Disclaimer - This article in no way is meant to be an insult to the Bible or religion or the LGBTQ community.

Cover Image Credit: Sushiesque / Flickr

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Why The Idea Of 'No Politics At The Dinner Table' Takes Place And Why We Should Avoid It

When did having a dialogue become so rare?

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Why has the art of civilized debate and conversation become unheard of in daily life? Why is it considered impolite to talk politics with coworkers and friends? Expressing ideas and discussing different opinions should not be looked down upon.

I have a few ideas as to why this is our current societal norm.

1. Politics is personal.

Your politics can reveal a lot about who you are. Expressing these (sometimes controversial) opinions may put you in a vulnerable position. It is possible for people to draw unfair conclusions from one viewpoint you hold. This fosters a fear of judgment when it comes to our political beliefs.

Regardless of where you lie on the spectrum of political belief, there is a world of assumption that goes along with any opinion. People have a growing concern that others won't hear them out based on one belief.

As if a single opinion could tell you all that you should know about someone. Do your political opinions reflect who you are as a person? Does it reflect your hobbies? Your past?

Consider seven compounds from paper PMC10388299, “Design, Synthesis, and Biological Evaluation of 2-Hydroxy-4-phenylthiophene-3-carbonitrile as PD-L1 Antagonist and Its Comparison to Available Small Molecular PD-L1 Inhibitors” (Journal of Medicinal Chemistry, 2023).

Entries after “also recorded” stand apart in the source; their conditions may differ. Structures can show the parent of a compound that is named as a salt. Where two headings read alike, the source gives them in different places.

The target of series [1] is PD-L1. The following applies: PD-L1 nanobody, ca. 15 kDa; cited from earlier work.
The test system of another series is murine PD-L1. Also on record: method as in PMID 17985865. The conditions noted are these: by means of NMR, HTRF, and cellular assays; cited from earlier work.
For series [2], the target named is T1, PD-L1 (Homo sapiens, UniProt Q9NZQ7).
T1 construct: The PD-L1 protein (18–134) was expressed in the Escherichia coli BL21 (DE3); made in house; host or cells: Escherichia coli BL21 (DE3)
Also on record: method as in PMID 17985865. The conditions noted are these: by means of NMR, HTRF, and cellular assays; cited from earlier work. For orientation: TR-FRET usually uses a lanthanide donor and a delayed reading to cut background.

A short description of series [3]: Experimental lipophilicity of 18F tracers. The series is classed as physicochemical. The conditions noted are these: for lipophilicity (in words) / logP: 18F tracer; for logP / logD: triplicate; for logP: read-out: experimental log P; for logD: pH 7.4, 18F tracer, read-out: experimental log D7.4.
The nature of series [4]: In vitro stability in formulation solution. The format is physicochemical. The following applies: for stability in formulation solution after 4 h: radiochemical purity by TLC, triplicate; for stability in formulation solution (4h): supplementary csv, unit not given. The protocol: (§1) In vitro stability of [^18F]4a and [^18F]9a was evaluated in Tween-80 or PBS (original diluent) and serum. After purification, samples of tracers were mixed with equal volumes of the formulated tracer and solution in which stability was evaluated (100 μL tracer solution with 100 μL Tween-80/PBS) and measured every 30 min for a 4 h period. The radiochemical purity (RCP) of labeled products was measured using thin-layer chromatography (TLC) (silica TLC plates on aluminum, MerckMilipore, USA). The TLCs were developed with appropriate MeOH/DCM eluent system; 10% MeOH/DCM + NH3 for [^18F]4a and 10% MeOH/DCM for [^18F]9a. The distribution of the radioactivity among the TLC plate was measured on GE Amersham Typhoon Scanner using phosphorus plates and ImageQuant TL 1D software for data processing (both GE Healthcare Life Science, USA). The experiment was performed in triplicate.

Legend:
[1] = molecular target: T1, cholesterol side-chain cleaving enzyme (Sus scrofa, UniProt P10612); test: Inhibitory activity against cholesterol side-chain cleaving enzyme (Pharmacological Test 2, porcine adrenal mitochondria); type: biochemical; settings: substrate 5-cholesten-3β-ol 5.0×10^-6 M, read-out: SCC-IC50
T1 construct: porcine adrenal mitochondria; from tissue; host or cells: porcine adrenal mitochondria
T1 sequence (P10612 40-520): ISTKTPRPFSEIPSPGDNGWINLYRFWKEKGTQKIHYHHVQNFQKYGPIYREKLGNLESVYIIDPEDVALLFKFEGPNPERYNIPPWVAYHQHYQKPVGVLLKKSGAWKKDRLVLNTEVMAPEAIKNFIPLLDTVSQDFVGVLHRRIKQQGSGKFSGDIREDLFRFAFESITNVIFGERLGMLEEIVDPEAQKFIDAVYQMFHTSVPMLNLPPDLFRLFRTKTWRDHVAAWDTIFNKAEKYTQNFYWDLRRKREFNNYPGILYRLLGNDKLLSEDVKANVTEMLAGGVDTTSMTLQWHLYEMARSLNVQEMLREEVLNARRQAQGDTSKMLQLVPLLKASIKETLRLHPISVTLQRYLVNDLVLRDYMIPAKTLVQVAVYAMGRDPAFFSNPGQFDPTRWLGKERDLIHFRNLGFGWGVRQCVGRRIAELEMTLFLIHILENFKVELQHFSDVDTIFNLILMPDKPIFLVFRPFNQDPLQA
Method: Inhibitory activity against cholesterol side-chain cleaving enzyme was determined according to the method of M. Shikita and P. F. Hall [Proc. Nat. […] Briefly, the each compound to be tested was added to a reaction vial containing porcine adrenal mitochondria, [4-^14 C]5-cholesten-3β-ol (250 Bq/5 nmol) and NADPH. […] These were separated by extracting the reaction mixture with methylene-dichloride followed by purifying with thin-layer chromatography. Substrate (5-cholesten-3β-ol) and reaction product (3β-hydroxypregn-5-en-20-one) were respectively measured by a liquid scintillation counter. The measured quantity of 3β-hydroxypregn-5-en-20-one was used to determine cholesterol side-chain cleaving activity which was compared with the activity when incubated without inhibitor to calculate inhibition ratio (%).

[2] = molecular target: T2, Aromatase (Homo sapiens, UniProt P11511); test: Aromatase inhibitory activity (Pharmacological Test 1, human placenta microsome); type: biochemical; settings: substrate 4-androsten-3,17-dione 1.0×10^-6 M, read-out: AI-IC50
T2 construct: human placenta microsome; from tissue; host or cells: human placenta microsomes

The question becomes "are your politics indicative enough of who you are as a person to warrant a complete judgment?"

Personally, I do not think you would even scratch the surface of who I am just from knowing my political identification.

2. People are impolite.

The politics themselves are not impolite. But many people who wield passionate, political opinion act impolite and rude when it comes to those who disagree.

The avoidance of this topic among friends, family, acquaintances and just in general, is out of a desire to 'keep the peace'. Many people have friends who disagree with them and even family who disagree with them. We justify our silence out of a desire to avoid unpleasant situations.

I will offer this: It might even be better to argue with the ones you love and care about, because they already know who you are aside from your politics, and they love you unconditionally (or at least I would hope).

We should be having these unpleasant conversations. And you know what? They don't even need to be unpleasant! Shouldn't we be capable of debating in a civilized manner? Can't we find common ground?

I attribute the loss of political conversation in daily life to these factors. 'Keeping the peace' isn't an excuse. We should be discussing our opinions constantly and we should be discussing them with those who think differently.

Instead of discouraging political conversation, we should be encouraging kindness and understanding. That's how we will avoid the unpleasantness that these conversations sometimes bring.

By avoiding them altogether, we are doing our youth a disservice because they are not being exposed to government, law, and politics, and they are not learning to deal with people and ideas that they don't agree with.

Next Thanksgiving, talk politics at the table.